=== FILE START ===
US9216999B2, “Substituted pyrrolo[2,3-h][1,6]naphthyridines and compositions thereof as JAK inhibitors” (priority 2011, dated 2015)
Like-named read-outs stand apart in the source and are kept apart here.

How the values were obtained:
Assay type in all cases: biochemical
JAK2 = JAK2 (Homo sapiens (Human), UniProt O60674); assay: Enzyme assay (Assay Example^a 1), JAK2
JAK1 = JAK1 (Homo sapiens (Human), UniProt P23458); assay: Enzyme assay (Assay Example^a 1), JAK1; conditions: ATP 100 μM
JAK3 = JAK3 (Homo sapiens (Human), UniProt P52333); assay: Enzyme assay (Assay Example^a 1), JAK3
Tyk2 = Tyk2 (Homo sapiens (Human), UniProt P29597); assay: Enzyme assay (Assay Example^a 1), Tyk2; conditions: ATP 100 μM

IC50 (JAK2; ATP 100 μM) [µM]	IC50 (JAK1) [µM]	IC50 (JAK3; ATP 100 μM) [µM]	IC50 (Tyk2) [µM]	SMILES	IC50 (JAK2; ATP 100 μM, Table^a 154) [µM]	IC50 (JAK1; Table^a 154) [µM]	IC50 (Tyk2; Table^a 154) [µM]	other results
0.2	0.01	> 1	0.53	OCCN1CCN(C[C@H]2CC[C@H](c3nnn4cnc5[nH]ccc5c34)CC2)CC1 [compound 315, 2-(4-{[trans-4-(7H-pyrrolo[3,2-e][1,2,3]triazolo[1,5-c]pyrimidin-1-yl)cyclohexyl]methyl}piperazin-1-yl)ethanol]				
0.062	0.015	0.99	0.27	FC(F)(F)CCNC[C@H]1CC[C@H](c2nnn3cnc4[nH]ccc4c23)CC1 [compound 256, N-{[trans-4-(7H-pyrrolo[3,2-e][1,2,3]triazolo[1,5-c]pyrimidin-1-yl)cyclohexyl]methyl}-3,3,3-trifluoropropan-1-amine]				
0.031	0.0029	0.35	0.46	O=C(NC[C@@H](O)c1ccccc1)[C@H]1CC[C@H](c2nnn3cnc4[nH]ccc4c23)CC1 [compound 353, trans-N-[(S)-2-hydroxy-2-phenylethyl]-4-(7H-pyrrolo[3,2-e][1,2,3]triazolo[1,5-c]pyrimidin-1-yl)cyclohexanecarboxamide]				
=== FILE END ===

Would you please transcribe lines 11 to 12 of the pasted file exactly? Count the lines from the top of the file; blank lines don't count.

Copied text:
0.062	0.015	0.99	0.27	FC(F)(F)CCNC[C@H]1CC[C@H](c2nnn3cnc4[nH]ccc4c23)CC1 [compound 256, N-{[trans-4-(7H-pyrrolo[3,2-e][1,2,3]triazolo[1,5-c]pyrimidin-1-yl)cyclohexyl]methyl}-3,3,3-trifluoropropan-1-amine]				
0.031	0.0029	0.35	0.46	O=C(NC[C@@H](O)c1ccccc1)[C@H]1CC[C@H](c2nnn3cnc4[nH]ccc4c23)CC1 [compound 353, trans-N-[(S)-2-hydroxy-2-phenylethyl]-4-(7H-pyrrolo[3,2-e][1,2,3]triazolo[1,5-c]pyrimidin-1-yl)cyclohexanecarboxamide]				